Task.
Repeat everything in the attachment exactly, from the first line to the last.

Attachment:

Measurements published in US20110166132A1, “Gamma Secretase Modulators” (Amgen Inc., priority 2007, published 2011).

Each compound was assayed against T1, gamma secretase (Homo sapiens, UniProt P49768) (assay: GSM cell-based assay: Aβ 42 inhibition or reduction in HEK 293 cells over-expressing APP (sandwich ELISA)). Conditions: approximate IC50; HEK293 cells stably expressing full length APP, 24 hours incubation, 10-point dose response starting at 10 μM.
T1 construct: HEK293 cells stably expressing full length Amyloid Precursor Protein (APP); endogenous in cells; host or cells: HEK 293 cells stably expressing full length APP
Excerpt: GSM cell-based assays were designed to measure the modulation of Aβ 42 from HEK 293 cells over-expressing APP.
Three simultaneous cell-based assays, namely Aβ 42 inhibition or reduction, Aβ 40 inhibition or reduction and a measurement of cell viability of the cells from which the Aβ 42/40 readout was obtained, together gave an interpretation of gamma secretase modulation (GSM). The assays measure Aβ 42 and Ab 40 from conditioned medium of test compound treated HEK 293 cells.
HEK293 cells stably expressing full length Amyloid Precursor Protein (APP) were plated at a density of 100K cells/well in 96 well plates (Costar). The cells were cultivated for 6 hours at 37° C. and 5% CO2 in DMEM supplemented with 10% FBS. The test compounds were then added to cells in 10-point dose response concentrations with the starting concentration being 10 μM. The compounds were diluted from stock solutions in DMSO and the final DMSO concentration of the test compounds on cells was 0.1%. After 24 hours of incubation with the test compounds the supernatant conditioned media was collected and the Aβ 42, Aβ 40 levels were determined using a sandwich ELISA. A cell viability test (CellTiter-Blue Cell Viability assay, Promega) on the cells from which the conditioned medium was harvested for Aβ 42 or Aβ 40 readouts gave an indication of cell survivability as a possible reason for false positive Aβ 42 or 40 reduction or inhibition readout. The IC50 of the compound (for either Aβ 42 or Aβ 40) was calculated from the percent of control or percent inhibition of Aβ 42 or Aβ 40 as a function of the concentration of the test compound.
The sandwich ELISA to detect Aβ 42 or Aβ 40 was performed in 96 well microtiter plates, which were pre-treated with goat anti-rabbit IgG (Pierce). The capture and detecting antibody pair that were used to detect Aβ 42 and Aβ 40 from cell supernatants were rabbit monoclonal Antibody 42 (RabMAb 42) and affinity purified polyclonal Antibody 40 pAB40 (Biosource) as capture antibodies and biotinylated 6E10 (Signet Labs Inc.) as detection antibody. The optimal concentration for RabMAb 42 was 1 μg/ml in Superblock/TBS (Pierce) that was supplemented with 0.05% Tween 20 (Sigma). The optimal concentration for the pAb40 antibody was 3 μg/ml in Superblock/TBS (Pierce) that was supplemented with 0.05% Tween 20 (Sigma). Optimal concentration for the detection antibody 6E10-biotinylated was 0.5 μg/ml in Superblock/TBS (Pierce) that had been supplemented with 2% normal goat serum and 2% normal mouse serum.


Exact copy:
Measurements published in US20110166132A1, “Gamma Secretase Modulators” (Amgen Inc., priority 2007, published 2011).

Each compound was assayed against T1, gamma secretase (Homo sapiens, UniProt P49768) (assay: GSM cell-based assay: Aβ 42 inhibition or reduction in HEK 293 cells over-expressing APP (sandwich ELISA)). Conditions: approximate IC50; HEK293 cells stably expressing full length APP, 24 hours incubation, 10-point dose response starting at 10 μM.
T1 construct: HEK293 cells stably expressing full length Amyloid Precursor Protein (APP); endogenous in cells; host or cells: HEK 293 cells stably expressing full length APP
Excerpt: GSM cell-based assays were designed to measure the modulation of Aβ 42 from HEK 293 cells over-expressing APP.
Three simultaneous cell-based assays, namely Aβ 42 inhibition or reduction, Aβ 40 inhibition or reduction and a measurement of cell viability of the cells from which the Aβ 42/40 readout was obtained, together gave an interpretation of gamma secretase modulation (GSM). The assays measure Aβ 42 and Ab 40 from conditioned medium of test compound treated HEK 293 cells.
HEK293 cells stably expressing full length Amyloid Precursor Protein (APP) were plated at a density of 100K cells/well in 96 well plates (Costar). The cells were cultivated for 6 hours at 37° C. and 5% CO2 in DMEM supplemented with 10% FBS. The test compounds were then added to cells in 10-point dose response concentrations with the starting concentration being 10 μM. The compounds were diluted from stock solutions in DMSO and the final DMSO concentration of the test compounds on cells was 0.1%. After 24 hours of incubation with the test compounds the supernatant conditioned media was collected and the Aβ 42, Aβ 40 levels were determined using a sandwich ELISA. A cell viability test (CellTiter-Blue Cell Viability assay, Promega) on the cells from which the conditioned medium was harvested for Aβ 42 or Aβ 40 readouts gave an indication of cell survivability as a possible reason for false positive Aβ 42 or 40 reduction or inhibition readout. The IC50 of the compound (for either Aβ 42 or Aβ 40) was calculated from the percent of control or percent inhibition of Aβ 42 or Aβ 40 as a function of the concentration of the test compound.
The sandwich ELISA to detect Aβ 42 or Aβ 40 was performed in 96 well microtiter plates, which were pre-treated with goat anti-rabbit IgG (Pierce). The capture and detecting antibody pair that were used to detect Aβ 42 and Aβ 40 from cell supernatants were rabbit monoclonal Antibody 42 (RabMAb 42) and affinity purified polyclonal Antibody 40 pAB40 (Biosource) as capture antibodies and biotinylated 6E10 (Signet Labs Inc.) as detection antibody. The optimal concentration for RabMAb 42 was 1 μg/ml in Superblock/TBS (Pierce) that was supplemented with 0.05% Tween 20 (Sigma). The optimal concentration for the pAb40 antibody was 3 μg/ml in Superblock/TBS (Pierce) that was supplemented with 0.05% Tween 20 (Sigma). Optimal concentration for the detection antibody 6E10-biotinylated was 0.5 μg/ml in Superblock/TBS (Pierce) that had been supplemented with 2% normal goat serum and 2% normal mouse serum.